Today’s Short History

I finally made it to Baranof Warm Springs.  I was working on the new boat when Larry called at about noon and asked if I could go with him to BWS, as a group of people were weathered out with their scheduled sea plane service and hoping to get there by boat. A couple hours later, off we go.
It’s a 90 mile run to BWS.  Seas were up to 4 feet going down Chatham, so it was a long slog.  The group was a hearty bunch and nobody got sick.  They were heading for Baranof Wilderness Lodge, where most or all of them, it seemed, had spent many weeks over the years.  You could tell they were anticipating returning to a familiar, favorite place.
We arrived near sunset.  Before we left, Larry warned me we might have to spend the night, so I wasn’t surprised when we decided to do so.  The decision was not difficult. We were greeted at the dock by a thankful lodge crew, relieved their guests had arrived for the week.  The kitchen staff handed us bags of cookies before we had the boat tied up.  Soon, the owner, Mike Trotter, greeted us like long lost friends, invited us to dinner and to spend the night in one of his spare cabins.  We eagerly agreed.
We mingled with the staff and newly arrived guests.  Lots of beer on ice in the cooler.  We felt right at home. Mike was busy taking people’s orders for steaks, and then tended the grill of fresh salmon and a load of steaks.   Turns out Mike had guided out in Bristol Bay on the Nushagak River, just as I had.  We talked of the tremendous king salmon runs to the river back in those days.
As I talked to the age 20 something guides and asked them where they were from, I smiled thinking of my own guiding years in my 20’s and the home states – Minnesota, Montana, Idaho and northern California – were the same home states as guides and staff I worked with then then as these kids now.  All of them to a person seemed happy and content- a sign they worked for a good lodge owner, especially this far into a long, rainy summer season.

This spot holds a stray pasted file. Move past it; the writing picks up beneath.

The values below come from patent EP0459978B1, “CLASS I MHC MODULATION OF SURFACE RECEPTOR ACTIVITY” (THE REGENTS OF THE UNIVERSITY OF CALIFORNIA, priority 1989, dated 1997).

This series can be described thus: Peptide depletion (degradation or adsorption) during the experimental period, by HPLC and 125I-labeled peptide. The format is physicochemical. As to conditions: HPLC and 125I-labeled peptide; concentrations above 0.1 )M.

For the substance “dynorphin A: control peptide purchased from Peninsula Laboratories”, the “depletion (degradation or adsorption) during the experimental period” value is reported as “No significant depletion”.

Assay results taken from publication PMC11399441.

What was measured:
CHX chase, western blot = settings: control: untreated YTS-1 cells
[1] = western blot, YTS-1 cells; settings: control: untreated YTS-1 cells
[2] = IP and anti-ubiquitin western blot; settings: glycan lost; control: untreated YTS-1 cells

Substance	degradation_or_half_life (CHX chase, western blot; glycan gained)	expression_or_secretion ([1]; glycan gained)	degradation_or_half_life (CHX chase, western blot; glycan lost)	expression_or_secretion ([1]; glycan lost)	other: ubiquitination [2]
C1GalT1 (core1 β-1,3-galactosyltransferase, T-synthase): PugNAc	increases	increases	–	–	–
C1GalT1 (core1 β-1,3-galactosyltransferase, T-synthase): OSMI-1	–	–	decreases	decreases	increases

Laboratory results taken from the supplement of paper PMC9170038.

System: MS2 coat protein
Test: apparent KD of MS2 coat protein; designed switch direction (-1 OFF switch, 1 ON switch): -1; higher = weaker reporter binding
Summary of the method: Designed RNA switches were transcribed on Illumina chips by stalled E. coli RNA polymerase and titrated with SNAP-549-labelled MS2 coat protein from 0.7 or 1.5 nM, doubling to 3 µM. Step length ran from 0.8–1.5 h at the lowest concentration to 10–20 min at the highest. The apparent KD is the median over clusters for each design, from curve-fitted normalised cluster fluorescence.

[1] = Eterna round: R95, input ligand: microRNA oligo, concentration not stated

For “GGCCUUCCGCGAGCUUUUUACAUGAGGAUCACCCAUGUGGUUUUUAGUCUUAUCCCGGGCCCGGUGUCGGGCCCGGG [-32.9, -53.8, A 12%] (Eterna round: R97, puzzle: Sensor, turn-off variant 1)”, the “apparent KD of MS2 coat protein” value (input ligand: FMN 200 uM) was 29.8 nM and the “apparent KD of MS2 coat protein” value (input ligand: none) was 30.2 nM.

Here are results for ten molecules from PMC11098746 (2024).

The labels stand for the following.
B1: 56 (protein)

Dinner was fantastic.  Perfect steaks, perfect salmon, salad, mashed potatoes, rolls – then ice cream with triple chocolate brownies for dessert.  We ate our fill and more.  
Well after dark, one of the guides ran Larry and I and Jon, the other boat’s captain, up to the little town proper, where we were let in to Mike’s spare cabin.  It was right next to the falls that drain the lake above.   After a long day on the water, we were soon asleep in comfortable beds, with the rushing water from the waterfalls to put us to sleep.
The bay is like a cathedral, with steep treeless mountain tops and a commanding water fall of sorts that cascades down a steep rock face into the head of the bay.  I bet it’s dark and cold here in the winter.  The place is also somewhat magical for me since it was the home for Wayne Short and his family growing up.  He’s the author of several of my favorite books, including The Cheechakoes and This Raw Land, about coming to Southeast Alaska in the 1950s and coming of age in a new land.  The family bought the store and property in Baranof Warm Springs, including the main lodge house compound we were dining in.  I’ve read the books so many times I felt like I’d already been here before many times.
We awoke at 6 and a guide came back for us right on time.  As we walked across the docks on our way to the boardwalk up to the lodge, I studied the fishing gear the lodge used.  The halibut set ups had spin and glos on one side of a three way swivel, with a circle hook on a stout leader on the other, and a snap hanging down to clip on a weight.  The hootchies were white with red in the head – a similar pattern to those I’d had success with further up Chatham this year.
When we got up to the lodge, we were greeted by kitchen staff with plates full of breakfast before we could even sit down.  We ate our fill with the guides as they talked about the day to come.  The cook rang the bell to call the guests to breakfast, and we said our goodbyes and headed down to our boats.  Soon, we were on our way back to Juneau at full speed and fair seas, and tied up in Auke Bay before noon.  I didn’t get a hot soak in the hot springs on this run, and look forward to doing that on the next trip.